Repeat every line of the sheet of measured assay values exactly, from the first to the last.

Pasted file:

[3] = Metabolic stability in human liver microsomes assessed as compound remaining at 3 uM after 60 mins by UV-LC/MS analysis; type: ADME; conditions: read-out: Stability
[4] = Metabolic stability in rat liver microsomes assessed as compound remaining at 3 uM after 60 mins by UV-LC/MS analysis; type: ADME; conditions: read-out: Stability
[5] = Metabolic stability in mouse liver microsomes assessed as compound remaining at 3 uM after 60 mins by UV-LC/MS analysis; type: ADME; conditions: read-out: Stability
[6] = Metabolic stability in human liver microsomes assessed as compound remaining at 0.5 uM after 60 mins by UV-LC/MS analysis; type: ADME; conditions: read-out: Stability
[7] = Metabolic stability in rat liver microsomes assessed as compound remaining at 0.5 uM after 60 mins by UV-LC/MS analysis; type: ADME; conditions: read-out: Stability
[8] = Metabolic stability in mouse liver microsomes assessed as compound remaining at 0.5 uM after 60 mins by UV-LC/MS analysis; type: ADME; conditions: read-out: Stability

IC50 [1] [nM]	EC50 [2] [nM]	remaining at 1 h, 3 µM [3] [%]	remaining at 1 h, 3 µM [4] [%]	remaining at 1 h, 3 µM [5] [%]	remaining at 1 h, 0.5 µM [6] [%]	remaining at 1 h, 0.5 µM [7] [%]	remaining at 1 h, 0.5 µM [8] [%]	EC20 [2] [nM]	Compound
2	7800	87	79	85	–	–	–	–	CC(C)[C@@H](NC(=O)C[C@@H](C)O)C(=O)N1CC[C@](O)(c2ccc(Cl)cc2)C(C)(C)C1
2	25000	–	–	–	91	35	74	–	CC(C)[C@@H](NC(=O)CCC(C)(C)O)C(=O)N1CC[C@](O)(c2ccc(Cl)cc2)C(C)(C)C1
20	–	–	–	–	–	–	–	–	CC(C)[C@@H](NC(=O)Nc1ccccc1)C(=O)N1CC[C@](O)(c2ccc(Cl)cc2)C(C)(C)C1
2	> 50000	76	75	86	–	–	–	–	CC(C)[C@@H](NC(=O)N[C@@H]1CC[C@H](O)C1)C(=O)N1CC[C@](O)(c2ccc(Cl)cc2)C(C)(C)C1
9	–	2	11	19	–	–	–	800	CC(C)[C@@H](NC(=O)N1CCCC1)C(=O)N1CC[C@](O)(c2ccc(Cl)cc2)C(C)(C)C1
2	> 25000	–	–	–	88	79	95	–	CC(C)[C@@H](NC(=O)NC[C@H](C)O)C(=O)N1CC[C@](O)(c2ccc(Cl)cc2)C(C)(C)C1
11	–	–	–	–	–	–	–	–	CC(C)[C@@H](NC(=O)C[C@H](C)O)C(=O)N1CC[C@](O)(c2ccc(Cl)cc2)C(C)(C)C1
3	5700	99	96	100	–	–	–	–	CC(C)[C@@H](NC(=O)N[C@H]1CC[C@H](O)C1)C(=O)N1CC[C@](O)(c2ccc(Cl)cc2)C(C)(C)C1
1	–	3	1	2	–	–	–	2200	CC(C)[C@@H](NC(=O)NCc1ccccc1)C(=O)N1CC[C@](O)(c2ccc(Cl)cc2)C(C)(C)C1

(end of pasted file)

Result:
[3] = Metabolic stability in human liver microsomes assessed as compound remaining at 3 uM after 60 mins by UV-LC/MS analysis; type: ADME; conditions: read-out: Stability
[4] = Metabolic stability in rat liver microsomes assessed as compound remaining at 3 uM after 60 mins by UV-LC/MS analysis; type: ADME; conditions: read-out: Stability
[5] = Metabolic stability in mouse liver microsomes assessed as compound remaining at 3 uM after 60 mins by UV-LC/MS analysis; type: ADME; conditions: read-out: Stability
[6] = Metabolic stability in human liver microsomes assessed as compound remaining at 0.5 uM after 60 mins by UV-LC/MS analysis; type: ADME; conditions: read-out: Stability
[7] = Metabolic stability in rat liver microsomes assessed as compound remaining at 0.5 uM after 60 mins by UV-LC/MS analysis; type: ADME; conditions: read-out: Stability
[8] = Metabolic stability in mouse liver microsomes assessed as compound remaining at 0.5 uM after 60 mins by UV-LC/MS analysis; type: ADME; conditions: read-out: Stability

IC50 [1] [nM]	EC50 [2] [nM]	remaining at 1 h, 3 µM [3] [%]	remaining at 1 h, 3 µM [4] [%]	remaining at 1 h, 3 µM [5] [%]	remaining at 1 h, 0.5 µM [6] [%]	remaining at 1 h, 0.5 µM [7] [%]	remaining at 1 h, 0.5 µM [8] [%]	EC20 [2] [nM]	Compound
2	7800	87	79	85	–	–	–	–	CC(C)[C@@H](NC(=O)C[C@@H](C)O)C(=O)N1CC[C@](O)(c2ccc(Cl)cc2)C(C)(C)C1
2	25000	–	–	–	91	35	74	–	CC(C)[C@@H](NC(=O)CCC(C)(C)O)C(=O)N1CC[C@](O)(c2ccc(Cl)cc2)C(C)(C)C1
20	–	–	–	–	–	–	–	–	CC(C)[C@@H](NC(=O)Nc1ccccc1)C(=O)N1CC[C@](O)(c2ccc(Cl)cc2)C(C)(C)C1
2	> 50000	76	75	86	–	–	–	–	CC(C)[C@@H](NC(=O)N[C@@H]1CC[C@H](O)C1)C(=O)N1CC[C@](O)(c2ccc(Cl)cc2)C(C)(C)C1
9	–	2	11	19	–	–	–	800	CC(C)[C@@H](NC(=O)N1CCCC1)C(=O)N1CC[C@](O)(c2ccc(Cl)cc2)C(C)(C)C1
2	> 25000	–	–	–	88	79	95	–	CC(C)[C@@H](NC(=O)NC[C@H](C)O)C(=O)N1CC[C@](O)(c2ccc(Cl)cc2)C(C)(C)C1
11	–	–	–	–	–	–	–	–	CC(C)[C@@H](NC(=O)C[C@H](C)O)C(=O)N1CC[C@](O)(c2ccc(Cl)cc2)C(C)(C)C1
3	5700	99	96	100	–	–	–	–	CC(C)[C@@H](NC(=O)N[C@H]1CC[C@H](O)C1)C(=O)N1CC[C@](O)(c2ccc(Cl)cc2)C(C)(C)C1
1	–	3	1	2	–	–	–	2200	CC(C)[C@@H](NC(=O)NCc1ccccc1)C(=O)N1CC[C@](O)(c2ccc(Cl)cc2)C(C)(C)C1